These past 2 days, I’ve seen things that go beyond the “usual” antics. I don’t understand why people do these things. Are they really that concerned that their child might be late for school? Is it their own schedule and the possibility of being late for work? Is it a failure to realize that they’re putting their child in danger? Sure, I want to make sure that my children aren’t late for school, but I’m not going to put their lives in danger to be sure that happens. Yesterday, for whatever reason, traffic in the neighborhood was backed up more than usual. Parents were clearly becoming impatient.
- One parent let his/her kids out of the car while stuck in the backed up traffic. Those children then proceeded to run the remaining block or 2 to school.
- 2 other parents pulled around the stopped traffic (on the blind curve), used driveways to turn their cars around and then let their kids out on the side of the street as well.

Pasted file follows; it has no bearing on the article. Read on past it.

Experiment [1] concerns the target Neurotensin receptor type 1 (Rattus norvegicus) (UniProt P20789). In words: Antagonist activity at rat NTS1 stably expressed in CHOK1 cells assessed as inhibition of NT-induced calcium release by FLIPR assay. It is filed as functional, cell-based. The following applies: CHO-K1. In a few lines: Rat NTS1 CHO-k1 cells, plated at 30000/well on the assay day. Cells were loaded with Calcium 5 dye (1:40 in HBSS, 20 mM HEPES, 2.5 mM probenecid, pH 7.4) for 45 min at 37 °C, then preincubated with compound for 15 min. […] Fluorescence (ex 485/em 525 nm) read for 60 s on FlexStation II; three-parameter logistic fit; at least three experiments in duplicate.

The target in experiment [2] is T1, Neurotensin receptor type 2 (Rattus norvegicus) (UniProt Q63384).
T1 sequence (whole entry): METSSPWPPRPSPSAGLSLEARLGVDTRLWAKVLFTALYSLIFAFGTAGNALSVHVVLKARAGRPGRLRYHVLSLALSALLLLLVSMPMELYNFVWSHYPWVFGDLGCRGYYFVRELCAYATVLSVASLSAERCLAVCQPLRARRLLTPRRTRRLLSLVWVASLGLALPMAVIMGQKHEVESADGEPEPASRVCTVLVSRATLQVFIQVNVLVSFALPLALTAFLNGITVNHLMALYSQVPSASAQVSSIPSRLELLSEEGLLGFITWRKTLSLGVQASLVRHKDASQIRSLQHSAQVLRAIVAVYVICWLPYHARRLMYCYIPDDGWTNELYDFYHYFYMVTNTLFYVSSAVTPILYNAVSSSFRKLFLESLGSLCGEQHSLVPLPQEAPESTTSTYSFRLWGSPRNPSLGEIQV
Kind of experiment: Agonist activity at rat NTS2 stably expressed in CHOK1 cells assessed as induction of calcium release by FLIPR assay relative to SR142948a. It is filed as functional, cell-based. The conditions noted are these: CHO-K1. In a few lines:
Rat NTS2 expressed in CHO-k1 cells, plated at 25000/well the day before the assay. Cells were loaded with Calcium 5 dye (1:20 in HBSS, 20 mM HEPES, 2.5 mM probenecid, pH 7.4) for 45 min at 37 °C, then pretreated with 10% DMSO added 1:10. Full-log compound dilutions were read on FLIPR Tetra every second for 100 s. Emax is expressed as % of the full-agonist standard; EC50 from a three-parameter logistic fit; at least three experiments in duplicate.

Today though, what I experienced really proved to me that some parents are putting their children in harms way. When I pulled up to the stop sign where the crosswalk is located, there was a minivan pulled up along the curb on the other side. It was halfway out into traffic and its back end was at least partially blocking the crosswalk. One would assume that a child was being unloaded. I came to a complete stop. I looked at the crossing guard. He did not raise his stop sign for me, but I could tell by the look on his face that he was concerned/confused about what was going on across the street. Without his signal for me to remain stopped, I looked for traffic and began to pull through the intersection. At the moment, a child (that had been dropped off where he shouldn’t have been, by a vehicle that was blocking the crosswalk) came running out from behind the minivan and across the street. The crossing guard barely had time to put up his stop sign (and FWIW the crossing guard did step out in front of my car) for me to stop before hitting this child. I was aware of the car, aware that a child was likely being unloaded, and that this was a bad situation. But I tell ya…watching the way others drive around school, I’m not so sure that others would’ve been so aware of what was going on there. So yes, I probably should’ve just stayed stopped until I knew exactly what was going on. The thought that I could’ve hit a child, in a crosswalk, right in front of my children’s school really upsets me.